When dealing with a truly awful writer like Clam, it’s difficult to know where to start.
Should you begin with the self-indulgent twittering with which she starts all her “reviews”, the mixed metaphors, the sloppy sentence construction, the general air of smug tweeness which hangs over everything she writes or the general impression the entire thing was written by the Cliché-o-matic 3000.
Happily, Clam’s latest supplies all of these elements in one handy review.
True to form, Clam spends the first two pars blathering on about a friend’s birthday party at The Vic bar before lurching into the review proper.
Prizes will be offered to any reader who can work out what the blue hell she’s trying to say in this little example;
Such moments are pretty much par for the course at this friendly Abbotsford institution, whose street-front windows don't necessarily convey the warmth of the interior (from somewhere cosy to hide on a wintry night to the tones of the lighting and the cheerfulness of the staff).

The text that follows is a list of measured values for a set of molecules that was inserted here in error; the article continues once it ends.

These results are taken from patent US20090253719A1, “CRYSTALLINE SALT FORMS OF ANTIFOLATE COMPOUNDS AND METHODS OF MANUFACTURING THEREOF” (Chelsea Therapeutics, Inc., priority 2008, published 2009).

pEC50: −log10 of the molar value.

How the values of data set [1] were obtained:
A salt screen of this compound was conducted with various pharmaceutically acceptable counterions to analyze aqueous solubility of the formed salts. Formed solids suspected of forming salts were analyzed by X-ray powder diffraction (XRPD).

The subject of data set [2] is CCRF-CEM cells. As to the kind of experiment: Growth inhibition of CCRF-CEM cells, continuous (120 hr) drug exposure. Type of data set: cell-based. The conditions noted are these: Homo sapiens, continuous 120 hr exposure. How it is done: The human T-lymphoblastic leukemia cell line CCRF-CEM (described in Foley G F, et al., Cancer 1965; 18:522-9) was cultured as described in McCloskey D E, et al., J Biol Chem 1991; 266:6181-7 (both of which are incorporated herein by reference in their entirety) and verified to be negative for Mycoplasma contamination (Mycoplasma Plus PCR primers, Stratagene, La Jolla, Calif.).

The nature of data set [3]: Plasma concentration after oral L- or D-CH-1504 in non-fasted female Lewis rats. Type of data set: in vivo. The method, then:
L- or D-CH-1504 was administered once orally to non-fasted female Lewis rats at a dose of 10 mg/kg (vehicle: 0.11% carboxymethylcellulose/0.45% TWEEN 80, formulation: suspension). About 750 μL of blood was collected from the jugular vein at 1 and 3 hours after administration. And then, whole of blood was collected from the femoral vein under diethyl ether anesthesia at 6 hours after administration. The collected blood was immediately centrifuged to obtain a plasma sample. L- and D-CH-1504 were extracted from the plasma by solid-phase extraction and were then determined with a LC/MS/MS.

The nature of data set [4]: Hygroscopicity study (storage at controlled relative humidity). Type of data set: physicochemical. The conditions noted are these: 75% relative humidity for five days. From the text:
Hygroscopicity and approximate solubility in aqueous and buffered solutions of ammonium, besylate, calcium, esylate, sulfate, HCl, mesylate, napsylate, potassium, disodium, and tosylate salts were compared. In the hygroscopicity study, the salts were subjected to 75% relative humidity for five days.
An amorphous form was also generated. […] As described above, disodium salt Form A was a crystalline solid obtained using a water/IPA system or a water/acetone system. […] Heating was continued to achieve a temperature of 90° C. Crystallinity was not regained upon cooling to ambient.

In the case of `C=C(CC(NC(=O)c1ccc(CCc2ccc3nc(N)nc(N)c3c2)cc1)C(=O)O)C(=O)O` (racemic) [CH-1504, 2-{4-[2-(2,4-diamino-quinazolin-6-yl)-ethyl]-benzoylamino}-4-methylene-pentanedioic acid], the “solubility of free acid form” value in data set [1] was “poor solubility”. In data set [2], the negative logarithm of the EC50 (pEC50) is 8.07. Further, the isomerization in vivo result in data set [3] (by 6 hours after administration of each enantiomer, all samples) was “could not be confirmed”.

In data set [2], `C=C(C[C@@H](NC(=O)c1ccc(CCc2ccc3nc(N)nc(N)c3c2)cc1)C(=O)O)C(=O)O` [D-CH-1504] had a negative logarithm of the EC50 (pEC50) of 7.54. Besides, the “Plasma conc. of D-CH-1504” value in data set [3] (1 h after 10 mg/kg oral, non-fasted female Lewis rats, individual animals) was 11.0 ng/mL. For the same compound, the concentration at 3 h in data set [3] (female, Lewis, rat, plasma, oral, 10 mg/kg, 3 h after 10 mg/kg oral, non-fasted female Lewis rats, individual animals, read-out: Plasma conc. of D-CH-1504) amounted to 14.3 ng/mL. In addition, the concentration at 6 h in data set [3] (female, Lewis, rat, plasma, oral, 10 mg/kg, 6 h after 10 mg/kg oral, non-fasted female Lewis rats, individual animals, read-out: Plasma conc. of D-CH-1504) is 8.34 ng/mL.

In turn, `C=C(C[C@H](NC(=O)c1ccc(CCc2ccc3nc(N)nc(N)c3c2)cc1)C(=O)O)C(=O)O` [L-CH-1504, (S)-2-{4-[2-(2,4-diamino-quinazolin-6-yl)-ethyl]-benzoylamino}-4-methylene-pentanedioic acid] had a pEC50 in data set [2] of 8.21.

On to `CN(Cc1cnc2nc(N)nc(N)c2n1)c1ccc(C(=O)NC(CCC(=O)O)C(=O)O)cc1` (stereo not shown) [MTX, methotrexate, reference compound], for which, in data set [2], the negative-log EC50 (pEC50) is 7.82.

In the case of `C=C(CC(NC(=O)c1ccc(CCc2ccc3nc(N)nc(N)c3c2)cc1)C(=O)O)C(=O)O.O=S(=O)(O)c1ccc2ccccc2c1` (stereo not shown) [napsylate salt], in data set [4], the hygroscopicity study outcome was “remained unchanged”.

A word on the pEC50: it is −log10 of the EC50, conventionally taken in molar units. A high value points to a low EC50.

How do “windows convey warmth” let alone the “cheerfulness of the staff”? There's a meaning trying to escape there, like a puppy from under a blanket, but I'm jiggered if I can make it out.
Decked out with exposed beams and aged woods and metals, the mood isn't quite barnlike but it's not intensely "rustic" like some of its peers tend to be.
The further back in the venue you move, the more relaxed you are - one imagines - expected to become.
You either become more relaxed or you don’t Clam and the simpering “one imagines” sets one’s teeth on edge.
Even a simple sentence like “Wines are available by the glass and a decent collection of beers are also represented” fails to convey anything useful. What wines? How much? What beers” Bottled or on tap?
At the end, the only thing we manage to get from a review of more than 400 words is;
1. It’s a bar,
2. Clam liked it and
3. They’ll pop out and get some coconut milk if required.